- Place the weapons in the rooms where they were found at the beginning of the investigation. See Detective Notes.
- Shuffle the six character cards then take the top card and secretly place it in the Murder Envelope. Do the same with the room cards and weapon cards. You should end up with three random cards in the murder envelope: one character card, one weapon card and one room card.
- Shuffle the remaining cards together, making sure none of the cards are seen by any of the players. Deal all the cards to all the players. Some players may receive more cards than others according to the number of players in the game. These players will start the game with a slight advantage.
- Each player takes a sheet from the Detective Notebook. You will use this to eliminate characters, weapons and rooms. Keep it covered throughout the game. Don’t let the other players see who or what you have eliminated from your enquiries.
- Choose the playing piece which is closest to you on the board to be your character. You will move this character around the board.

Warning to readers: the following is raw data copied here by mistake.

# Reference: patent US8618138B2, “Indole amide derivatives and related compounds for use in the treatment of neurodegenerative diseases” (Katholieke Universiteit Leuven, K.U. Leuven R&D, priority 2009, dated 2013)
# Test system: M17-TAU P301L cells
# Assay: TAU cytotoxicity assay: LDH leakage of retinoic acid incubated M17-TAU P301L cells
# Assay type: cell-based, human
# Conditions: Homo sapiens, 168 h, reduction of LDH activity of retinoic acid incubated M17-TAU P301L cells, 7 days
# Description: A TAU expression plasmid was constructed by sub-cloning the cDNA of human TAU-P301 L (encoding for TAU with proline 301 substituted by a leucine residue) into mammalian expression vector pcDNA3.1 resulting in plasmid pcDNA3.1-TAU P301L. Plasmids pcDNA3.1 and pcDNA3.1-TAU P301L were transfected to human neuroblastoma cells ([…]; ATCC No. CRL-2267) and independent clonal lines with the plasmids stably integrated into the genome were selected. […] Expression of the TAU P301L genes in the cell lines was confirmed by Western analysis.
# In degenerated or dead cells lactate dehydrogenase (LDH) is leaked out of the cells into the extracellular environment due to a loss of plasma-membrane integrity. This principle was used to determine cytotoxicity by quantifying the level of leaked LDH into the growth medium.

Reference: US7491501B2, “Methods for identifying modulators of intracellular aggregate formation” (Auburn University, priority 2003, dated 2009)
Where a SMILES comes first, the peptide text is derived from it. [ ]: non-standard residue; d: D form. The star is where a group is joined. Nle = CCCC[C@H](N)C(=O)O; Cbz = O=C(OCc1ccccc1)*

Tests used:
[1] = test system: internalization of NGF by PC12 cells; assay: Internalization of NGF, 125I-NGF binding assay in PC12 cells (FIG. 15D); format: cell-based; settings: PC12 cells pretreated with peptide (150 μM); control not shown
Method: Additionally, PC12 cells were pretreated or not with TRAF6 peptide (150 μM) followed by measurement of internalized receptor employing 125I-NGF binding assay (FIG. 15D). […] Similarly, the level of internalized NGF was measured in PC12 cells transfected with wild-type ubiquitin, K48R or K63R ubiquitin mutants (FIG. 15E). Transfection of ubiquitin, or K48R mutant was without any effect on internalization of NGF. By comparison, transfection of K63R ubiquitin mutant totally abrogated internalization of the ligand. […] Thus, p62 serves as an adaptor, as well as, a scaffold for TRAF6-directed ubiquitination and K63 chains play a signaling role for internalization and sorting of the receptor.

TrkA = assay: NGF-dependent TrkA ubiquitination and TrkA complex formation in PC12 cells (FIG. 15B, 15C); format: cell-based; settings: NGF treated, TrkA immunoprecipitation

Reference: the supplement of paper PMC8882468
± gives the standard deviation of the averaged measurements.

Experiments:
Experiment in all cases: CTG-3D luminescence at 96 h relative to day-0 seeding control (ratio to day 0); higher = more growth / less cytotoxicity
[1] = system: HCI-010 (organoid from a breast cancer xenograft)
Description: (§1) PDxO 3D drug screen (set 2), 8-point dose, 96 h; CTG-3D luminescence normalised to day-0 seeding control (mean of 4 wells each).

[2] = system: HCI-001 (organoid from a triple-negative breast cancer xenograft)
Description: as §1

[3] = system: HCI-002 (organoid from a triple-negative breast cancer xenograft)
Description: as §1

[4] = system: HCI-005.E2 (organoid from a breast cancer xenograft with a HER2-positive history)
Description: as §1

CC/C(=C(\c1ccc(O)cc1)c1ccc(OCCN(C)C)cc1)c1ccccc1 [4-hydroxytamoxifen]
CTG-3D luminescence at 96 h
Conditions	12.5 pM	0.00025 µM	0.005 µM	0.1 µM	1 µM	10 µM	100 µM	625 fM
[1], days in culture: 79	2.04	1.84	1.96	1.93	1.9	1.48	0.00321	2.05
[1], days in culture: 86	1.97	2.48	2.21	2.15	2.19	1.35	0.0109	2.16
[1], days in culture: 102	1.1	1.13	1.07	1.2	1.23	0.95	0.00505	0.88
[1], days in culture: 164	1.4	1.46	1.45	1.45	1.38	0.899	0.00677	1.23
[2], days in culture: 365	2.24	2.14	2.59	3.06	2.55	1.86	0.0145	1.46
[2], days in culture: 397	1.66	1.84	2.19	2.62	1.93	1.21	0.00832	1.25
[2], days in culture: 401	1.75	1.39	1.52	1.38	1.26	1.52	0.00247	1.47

- Each player rolls one die. The highest number goes first. Play then continues clockwise.
- On your turn – roll two dice and move that number of spaces around the board.
Entering a room
When you enter a room, you can immediately make a suggestion. You do this by calling into the room any character or weapon involved in you deduction.
For example, you enter the Highbury Vaults and call in Rhodri and the petrol stove. (Place Rhodri’s playing piece and the petrol stove in the Highbury Vaults.) Now make you suggestion – “I suggest it was Rhodri, in the Highbury, with the stove.”
Hint: A player’s piece may remain in the same room for as many turns as it takes to eliminate that room from the investigation.
Answering a suggestion
If the player to your right makes a suggestion, and you have at least one of the cards mentioned, you must show one of these cards secretly to this player.
If you don’t have any, the enquiry passes to the next player and so on, until one of the cards has been shown to the player making the suggestion.
At certain times in the game, particularly near the end, it is possible that none of the players will have any of the cards mentioned in the suggestion.
Making your deductions
Before you make a suggestion you must be clear about what information you want to obtain. Are you trying to find the culprit? Do you want to eliminate a room or are you searching to find the murder weapons?
If you search for general clues you may want to mention those characters, rooms and weapons that you don’t hold in you hand!